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The Webb telescope will be stationed at the L2 Lagrange point. Some of the texts and diagrams tell/show the object is in orbit around this L2 point and the sun. My question is: Is it really in orbit around the L2 point? How can something orbit a mass less point?


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Here is a list of satellites orbiting Lagrange point 2 (L2). There are also others at L1.

The Herschel Space Observatory was a space observatory built and operated by the European Space Agency (ESA) and the largest infrared telescope ever launched until the James Webb space telescope. The observatory was carried into orbit by a Ariane 5 in May 2009, reaching the second Lagrange point (L2) of the Earth–Sun system, 1,500,000 kilometres (930,000 mi) from Earth, about August 2009 and active till 2013.The observatory sifted through star-forming clouds—the "slow cookers" of star ingredients—to trace the path by which potentially life-forming molecules, such as water, form.



Gaia, is a European Space Agency (ESA) space observatory orbiting sun-Earth L2 Lagrange point arrived 19 Dec 2013 measuring the positions, distances and motions of stars with unprecedented precision.



At L2 Gaia assumed a Lissajous orbit instead of a Halo orbit. Lissajous orbits include components in this plane and perpendicular to it, and follow a Lissajous curv. Halo orbits also include components perpendicular to the plane, but they are periodic, while Lissajous orbits are usually not.



The Russian Space Observatory called Spectrum-X-Gamma SRG. SXG (Spektr-RG) completed a 100 day cruise to L2 on 21 October 2019 where it entered an orbit around the Sun; circling the Sun-Earth L2 Lagrange point about 1 million miles from Earth. One of its tasks is to enable study of galaxy clusters.


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The diagram above, (drawn using information from the ‘How Does The James Webb Space Telescope Work’ video after 22mins in and Wikipedia referenced below), showing the five Lagrange points. L1 & L2 are relatively stable points in space where gravitational and centrifugal forces are well balanced enabling satellites to be placed in what is known as ‘Halo’ orbits around them.  L3, opposite, L4 600 forward and L5 600 behind Earth in its orbit are relatively unstable Lagrange point’s not suitable placing satellites in Halo orbits. The Lagrange points illustrated can found in all such planetary orbits.

How Does the James Webb Space Telescope Work? - Smarter Every Day (1 Oct 2021)



James Webb Halo orbit



A very recent text book (I can’t remember its title) suggested the Moon may have been formed by a planet which had been at a Lagrange point in the Sun-Earth orbit. The planet’s orbit became unstable and it hit the Earth with a slow glancing blow, debris left by the collision became the Moon.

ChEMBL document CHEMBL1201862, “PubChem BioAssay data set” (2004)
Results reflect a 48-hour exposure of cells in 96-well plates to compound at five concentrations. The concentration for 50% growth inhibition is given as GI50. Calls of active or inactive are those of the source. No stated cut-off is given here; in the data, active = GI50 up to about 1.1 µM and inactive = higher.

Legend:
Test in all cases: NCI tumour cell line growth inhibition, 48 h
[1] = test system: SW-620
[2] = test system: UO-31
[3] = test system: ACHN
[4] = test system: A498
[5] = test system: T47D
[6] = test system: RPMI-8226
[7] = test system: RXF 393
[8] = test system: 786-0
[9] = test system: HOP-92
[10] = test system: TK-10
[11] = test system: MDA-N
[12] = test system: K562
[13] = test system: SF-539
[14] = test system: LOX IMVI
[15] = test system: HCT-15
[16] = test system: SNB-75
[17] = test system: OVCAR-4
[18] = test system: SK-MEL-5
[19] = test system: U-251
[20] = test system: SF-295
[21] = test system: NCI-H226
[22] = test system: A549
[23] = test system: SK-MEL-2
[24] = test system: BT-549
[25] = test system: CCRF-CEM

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The symmetry of Lagrange points around the orbits of solar system planets seems good evidence that once a gravity field has propagated at the speed of light the static gravity field then in place results in instant speed for gravity having to be used in all calculations.   

Ref: Ask google, bing, etc ‘What speed of gravity is used in space probe trajectory calculations’ and look for this forum among the top results.

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That’s a nice question, and although I see Spartan provided a comprehensive answer, I would like to add a little to that. It is natural to think that for something to orbit a particular point, there must be a mass at that point. But that is not the case with a satellite orbiting a Lagrange point. So how does it do it?

The answer is that the Lagrange point itself is not stable; it moves around in a celestial dance caused by the relative motion between the Earth, the moon and the Sun. It is a classic three-body problem. As a result, it is not possible to place a satellite at the calculated Lagrange point, because it is only stable along one axis.

Any satellite placed at the Lagrannge point will  join in the celestial dance and will sometimes get a little ahead of the moon as it orbits the Earth, and sometimes it will fall behind, and the influence of the sun will add instability in the vertical direction due to the Earth’s tilt. This results in what we call a Halo orbit, or even a Lissajous orbit for the satellite around the Lagrange point.

Actually, this works to our advantage, as these Halo orbits can be hundreds or even thousands of kilometers wide. Consequently, we can place hundreds of satellites at a single Lagrange point instead of only one, if the point was absolutely stable. It is also necessary for ground control stations to monitor the position of the satellite to make sure it does not drift too far away from the Halo orbit, and make occasional adjustments using the booster rockets on the satellite. Again, I like your question because it shows you are a thinker!

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